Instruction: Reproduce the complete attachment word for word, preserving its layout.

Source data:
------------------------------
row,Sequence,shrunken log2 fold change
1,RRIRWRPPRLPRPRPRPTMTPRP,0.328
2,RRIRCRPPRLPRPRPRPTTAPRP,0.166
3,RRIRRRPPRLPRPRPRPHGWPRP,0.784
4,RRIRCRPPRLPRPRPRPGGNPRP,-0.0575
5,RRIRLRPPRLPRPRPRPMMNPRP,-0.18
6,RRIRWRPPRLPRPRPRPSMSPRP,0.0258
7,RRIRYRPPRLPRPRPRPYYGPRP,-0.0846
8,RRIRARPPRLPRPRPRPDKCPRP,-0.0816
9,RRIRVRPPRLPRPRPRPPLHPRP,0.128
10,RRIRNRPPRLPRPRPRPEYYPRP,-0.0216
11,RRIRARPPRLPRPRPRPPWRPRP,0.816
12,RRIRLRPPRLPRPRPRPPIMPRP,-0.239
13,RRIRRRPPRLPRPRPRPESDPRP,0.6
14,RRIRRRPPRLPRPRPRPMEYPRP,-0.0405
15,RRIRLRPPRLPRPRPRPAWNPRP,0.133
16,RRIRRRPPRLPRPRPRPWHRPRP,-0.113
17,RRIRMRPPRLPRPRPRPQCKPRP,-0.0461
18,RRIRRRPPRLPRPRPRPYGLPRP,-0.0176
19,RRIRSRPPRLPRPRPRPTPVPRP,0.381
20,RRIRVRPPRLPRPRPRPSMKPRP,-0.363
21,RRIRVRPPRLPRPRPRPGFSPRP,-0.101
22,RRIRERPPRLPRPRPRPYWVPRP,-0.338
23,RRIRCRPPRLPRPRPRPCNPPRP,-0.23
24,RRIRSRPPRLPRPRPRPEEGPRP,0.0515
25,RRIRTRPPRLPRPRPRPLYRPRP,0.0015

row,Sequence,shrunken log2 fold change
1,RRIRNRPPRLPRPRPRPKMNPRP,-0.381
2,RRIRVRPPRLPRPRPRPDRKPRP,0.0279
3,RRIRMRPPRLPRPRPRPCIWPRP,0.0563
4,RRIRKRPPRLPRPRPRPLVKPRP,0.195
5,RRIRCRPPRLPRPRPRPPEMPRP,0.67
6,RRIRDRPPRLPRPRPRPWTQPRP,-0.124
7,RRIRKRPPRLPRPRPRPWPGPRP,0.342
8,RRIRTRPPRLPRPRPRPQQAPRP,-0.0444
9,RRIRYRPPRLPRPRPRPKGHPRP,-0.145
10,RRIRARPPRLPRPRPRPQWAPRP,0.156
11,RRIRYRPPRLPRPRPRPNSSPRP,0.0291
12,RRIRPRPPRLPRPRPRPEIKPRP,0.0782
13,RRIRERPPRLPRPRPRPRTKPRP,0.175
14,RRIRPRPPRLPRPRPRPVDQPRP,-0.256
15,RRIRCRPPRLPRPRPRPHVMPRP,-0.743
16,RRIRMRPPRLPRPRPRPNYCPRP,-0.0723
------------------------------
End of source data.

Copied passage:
row,Sequence,shrunken log2 fold change
1,RRIRWRPPRLPRPRPRPTMTPRP,0.328
2,RRIRCRPPRLPRPRPRPTTAPRP,0.166
3,RRIRRRPPRLPRPRPRPHGWPRP,0.784
4,RRIRCRPPRLPRPRPRPGGNPRP,-0.0575
5,RRIRLRPPRLPRPRPRPMMNPRP,-0.18
6,RRIRWRPPRLPRPRPRPSMSPRP,0.0258
7,RRIRYRPPRLPRPRPRPYYGPRP,-0.0846
8,RRIRARPPRLPRPRPRPDKCPRP,-0.0816
9,RRIRVRPPRLPRPRPRPPLHPRP,0.128
10,RRIRNRPPRLPRPRPRPEYYPRP,-0.0216
11,RRIRARPPRLPRPRPRPPWRPRP,0.816
12,RRIRLRPPRLPRPRPRPPIMPRP,-0.239
13,RRIRRRPPRLPRPRPRPESDPRP,0.6
14,RRIRRRPPRLPRPRPRPMEYPRP,-0.0405
15,RRIRLRPPRLPRPRPRPAWNPRP,0.133
16,RRIRRRPPRLPRPRPRPWHRPRP,-0.113
17,RRIRMRPPRLPRPRPRPQCKPRP,-0.0461
18,RRIRRRPPRLPRPRPRPYGLPRP,-0.0176
19,RRIRSRPPRLPRPRPRPTPVPRP,0.381
20,RRIRVRPPRLPRPRPRPSMKPRP,-0.363
21,RRIRVRPPRLPRPRPRPGFSPRP,-0.101
22,RRIRERPPRLPRPRPRPYWVPRP,-0.338
23,RRIRCRPPRLPRPRPRPCNPPRP,-0.23
24,RRIRSRPPRLPRPRPRPEEGPRP,0.0515
25,RRIRTRPPRLPRPRPRPLYRPRP,0.0015

row,Sequence,shrunken log2 fold change
1,RRIRNRPPRLPRPRPRPKMNPRP,-0.381
2,RRIRVRPPRLPRPRPRPDRKPRP,0.0279
3,RRIRMRPPRLPRPRPRPCIWPRP,0.0563
4,RRIRKRPPRLPRPRPRPLVKPRP,0.195
5,RRIRCRPPRLPRPRPRPPEMPRP,0.67
6,RRIRDRPPRLPRPRPRPWTQPRP,-0.124
7,RRIRKRPPRLPRPRPRPWPGPRP,0.342
8,RRIRTRPPRLPRPRPRPQQAPRP,-0.0444
9,RRIRYRPPRLPRPRPRPKGHPRP,-0.145
10,RRIRARPPRLPRPRPRPQWAPRP,0.156
11,RRIRYRPPRLPRPRPRPNSSPRP,0.0291
12,RRIRPRPPRLPRPRPRPEIKPRP,0.0782
13,RRIRERPPRLPRPRPRPRTKPRP,0.175
14,RRIRPRPPRLPRPRPRPVDQPRP,-0.256
15,RRIRCRPPRLPRPRPRPHVMPRP,-0.743
16,RRIRMRPPRLPRPRPRPNYCPRP,-0.0723